We are often asked why Juno is not rigged with a spreet like most of the old Thames trading barges.
We couldn’t rig Juno with a spreet because of the need for a sheet horse, which could not be fitted because of the position it would have to cross the cockpit (which has seating for ten and the wheel / steering pedestal). The boom therefore enables the mainsail to be sheeted to the bridge deck (which runs athwartships between cockpit and companionway), from a point on the boom about 6ft forward of the mainsail clew. The boom has a large sheave set in to the aft end for the clew outhaul (which is then lead forward to a snubbing winch and cleat mounted on the side of the boom). The tack down haul is simply a handy billy from the tack to a cleat on the aft face of the mainmast tabernacle.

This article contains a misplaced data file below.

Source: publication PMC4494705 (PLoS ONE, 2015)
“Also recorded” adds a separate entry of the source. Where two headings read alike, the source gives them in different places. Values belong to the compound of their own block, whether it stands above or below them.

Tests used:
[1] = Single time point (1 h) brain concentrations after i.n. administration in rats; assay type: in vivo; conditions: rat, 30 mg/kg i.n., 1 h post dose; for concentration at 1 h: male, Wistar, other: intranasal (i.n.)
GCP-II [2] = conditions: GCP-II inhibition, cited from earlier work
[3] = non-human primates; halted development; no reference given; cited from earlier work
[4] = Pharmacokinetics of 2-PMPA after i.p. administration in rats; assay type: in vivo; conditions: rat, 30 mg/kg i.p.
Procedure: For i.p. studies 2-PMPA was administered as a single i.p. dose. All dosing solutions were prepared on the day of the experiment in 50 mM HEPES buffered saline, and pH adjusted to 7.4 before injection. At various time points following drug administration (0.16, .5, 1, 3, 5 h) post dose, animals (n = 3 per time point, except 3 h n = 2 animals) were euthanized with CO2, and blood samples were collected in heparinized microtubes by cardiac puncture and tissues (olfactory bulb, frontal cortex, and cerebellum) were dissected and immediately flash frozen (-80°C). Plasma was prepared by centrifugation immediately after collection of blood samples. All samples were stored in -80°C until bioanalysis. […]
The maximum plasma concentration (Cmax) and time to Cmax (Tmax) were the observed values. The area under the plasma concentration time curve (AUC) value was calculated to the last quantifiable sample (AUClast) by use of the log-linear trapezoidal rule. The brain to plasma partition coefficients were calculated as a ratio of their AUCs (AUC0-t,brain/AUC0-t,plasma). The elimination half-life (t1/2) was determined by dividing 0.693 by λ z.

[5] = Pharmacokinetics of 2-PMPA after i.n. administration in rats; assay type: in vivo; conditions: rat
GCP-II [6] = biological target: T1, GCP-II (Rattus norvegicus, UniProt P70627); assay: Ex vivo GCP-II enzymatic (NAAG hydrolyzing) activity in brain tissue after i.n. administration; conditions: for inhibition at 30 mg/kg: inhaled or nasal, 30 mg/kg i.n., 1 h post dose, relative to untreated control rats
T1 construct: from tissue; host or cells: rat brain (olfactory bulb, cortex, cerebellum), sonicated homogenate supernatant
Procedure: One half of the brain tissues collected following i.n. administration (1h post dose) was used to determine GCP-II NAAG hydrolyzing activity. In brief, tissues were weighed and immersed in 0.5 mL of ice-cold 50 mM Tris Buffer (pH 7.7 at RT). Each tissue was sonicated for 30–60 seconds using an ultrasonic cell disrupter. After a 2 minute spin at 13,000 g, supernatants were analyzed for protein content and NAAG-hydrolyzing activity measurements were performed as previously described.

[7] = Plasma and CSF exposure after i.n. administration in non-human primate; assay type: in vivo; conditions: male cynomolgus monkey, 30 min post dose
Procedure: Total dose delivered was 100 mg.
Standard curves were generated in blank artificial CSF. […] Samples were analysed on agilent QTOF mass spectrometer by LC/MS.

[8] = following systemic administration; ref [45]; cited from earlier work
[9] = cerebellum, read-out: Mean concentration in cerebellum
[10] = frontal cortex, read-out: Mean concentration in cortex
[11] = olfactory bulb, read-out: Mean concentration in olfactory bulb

During the later years of Thames trading barges, quite a few of these vessels were rigged with a boom and standing gaff (as JUNO has). These barges were known as ‘Boomies’ and considered to be better suited to reefing in heavy weather, although the boom was sometimes a bit of a hinderance when loading and unloading cargo.